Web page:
Living a K-Drama Fantasy at the Real-Life Coffee Prince – Written by: Dianna
Spoiled coffee-empire-heir meets a girl, who he thinks is a boy. Said heir hires the girl (as a boy) to help him fix up an old coffee shop and make it a profitable enterprise. After the transformation of the coffee shop, the girl (still acting like a boy) becomes a waiter at the coffee shop, and the two fall in love. Only later does the heir discover that the guy he has fallen for is actually a girl.? Of course, there are the other waiters who have their own life problems to solve, as well a lot of outside interference in the relationship of the heir and his tom-boy girlfriend. But there is always the coffee shop to return to when times are rough. Eventually, all the misunderstandings, miscommunications, and perpetual bad timing ends, and the heir and his girlfriend (who is now easily recognizable as an attractive young lady) can be together.
If this sounds like complete fiction, that is because it is. Above is a synopsis of the 2007 hit Korean drama “커피프린스 1 호점” (The First Shop of the Coffee Prince), starring Gong Yu as Han-gyul and Yoon Eun-hye as Eun-chan. But while the plot may be pure K-drama fantasy, the renovation and operation of the coffee shop is very real. In other words, the shop ? the main set of one of the most internationally recognized K-dramas of the past decade ? is a real place. And you can visit it when you come to Seoul.
In the drama, The First Shop of the Coffee Prince (Coffee Prince) markets itself as a local hangout for young people, and the location of the real shop fits in perfectly with Han-gyul’s vision. You will find the shop in Hongdae, an area of Seoul known for its alternative and youthful vibe. However, being geared towards locals (in both the drama and real life) puts the shop off the well-worn tourist path; it is a good five to ten minute walk from the main thoroughfares around the Hongik University subway station. So, if you prefer to make a bee-line to Coffee Prince instead of wandering among the many delights of Hongdae, you should look up directions on blogs or the Korean Tourism Organization website before you leave the house.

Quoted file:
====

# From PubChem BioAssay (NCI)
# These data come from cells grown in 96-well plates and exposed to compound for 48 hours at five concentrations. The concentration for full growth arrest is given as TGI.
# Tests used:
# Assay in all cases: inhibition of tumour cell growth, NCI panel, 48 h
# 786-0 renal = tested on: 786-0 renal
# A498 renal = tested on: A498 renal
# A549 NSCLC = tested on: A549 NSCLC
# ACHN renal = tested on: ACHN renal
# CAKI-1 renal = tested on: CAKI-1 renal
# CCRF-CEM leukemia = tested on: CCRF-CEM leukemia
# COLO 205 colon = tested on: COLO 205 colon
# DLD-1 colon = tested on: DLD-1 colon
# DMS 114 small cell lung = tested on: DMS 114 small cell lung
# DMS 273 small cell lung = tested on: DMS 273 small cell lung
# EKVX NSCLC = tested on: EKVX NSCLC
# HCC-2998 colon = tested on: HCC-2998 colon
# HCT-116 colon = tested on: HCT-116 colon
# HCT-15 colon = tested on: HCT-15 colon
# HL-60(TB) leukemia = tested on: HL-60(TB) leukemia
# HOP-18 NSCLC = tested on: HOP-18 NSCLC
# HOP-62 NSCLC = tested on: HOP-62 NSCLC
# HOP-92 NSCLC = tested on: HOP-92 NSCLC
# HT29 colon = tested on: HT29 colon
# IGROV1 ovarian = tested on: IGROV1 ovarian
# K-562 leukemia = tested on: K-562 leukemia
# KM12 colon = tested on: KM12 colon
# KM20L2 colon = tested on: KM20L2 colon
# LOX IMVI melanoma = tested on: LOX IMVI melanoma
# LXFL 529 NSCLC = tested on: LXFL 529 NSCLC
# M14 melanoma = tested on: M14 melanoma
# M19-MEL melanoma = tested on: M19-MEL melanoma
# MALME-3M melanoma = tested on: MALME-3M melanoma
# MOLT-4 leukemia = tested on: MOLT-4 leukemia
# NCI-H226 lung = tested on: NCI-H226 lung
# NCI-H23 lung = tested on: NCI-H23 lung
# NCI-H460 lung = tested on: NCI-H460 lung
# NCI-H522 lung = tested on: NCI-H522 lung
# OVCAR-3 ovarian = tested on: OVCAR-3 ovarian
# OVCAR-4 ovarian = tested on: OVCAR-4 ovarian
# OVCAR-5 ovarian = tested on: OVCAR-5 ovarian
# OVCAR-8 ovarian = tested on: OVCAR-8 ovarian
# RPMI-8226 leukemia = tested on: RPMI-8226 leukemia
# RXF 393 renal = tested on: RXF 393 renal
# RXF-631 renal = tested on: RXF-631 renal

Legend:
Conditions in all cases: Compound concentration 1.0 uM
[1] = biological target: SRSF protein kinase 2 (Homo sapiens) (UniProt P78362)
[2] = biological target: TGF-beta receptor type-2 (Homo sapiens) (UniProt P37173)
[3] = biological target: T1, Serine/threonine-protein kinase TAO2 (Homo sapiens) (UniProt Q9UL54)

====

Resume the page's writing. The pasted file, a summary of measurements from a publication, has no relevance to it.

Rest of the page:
Fans of The First Shop of the Coffee Prince know that the shop is set back from the street and is enclosed by a wall. Unfortunately, recognizing the shop from the street is difficult due to a lack of street views in the drama. But luckily, visitors easily see the sign sticking out over the main gate as they come walking up the hill (which did have a small amount of screen time when Eun-chan chases after Han-gyul as he drives away). The sign is written in Korean, but its hand-written font and watercolor flowers are done exactly like the opening title of the drama, leaving little doubt that you have found the right coffee shop.
After stepping inside the concrete enclosure, you feel like lines between the fiction of the drama and the physical existence of the shop itself are blurred. Everything from the chairs in the couryard, to the walk up the wooden deck to the main, to the counter area, to the sunflower mural, to the chalk-written menus is exactly waht you have seen on television. The menu includes the normal coffee shop drinks and waffles. Even the drama’s hiring principle is upheld at the real Coffee Prince; the workers are “princes” (good looking young men). And all of them wear the same uniform as seen in the drama.
Though the real shop does an astounding job of transporting you into the fiction of Han-gyul’s shop, subtle details remind you that you are, in fact, sitting in a working coffee shop in Hongdae that just happened to be the set of a famous K-drama. There is actually a female worker there (though she could easily be called a “princess”). The d?cor includes cut outs from the drama, memorabilia, and the framed autographs from the cast members. The walls are signed by past visitors to the shop, most of them clearly fans of the drama. Cakes have been added to the menu. You order at the counter and then sit down at any table; the workers bring you your order later, instead of taking your order once you sit down like in the drama.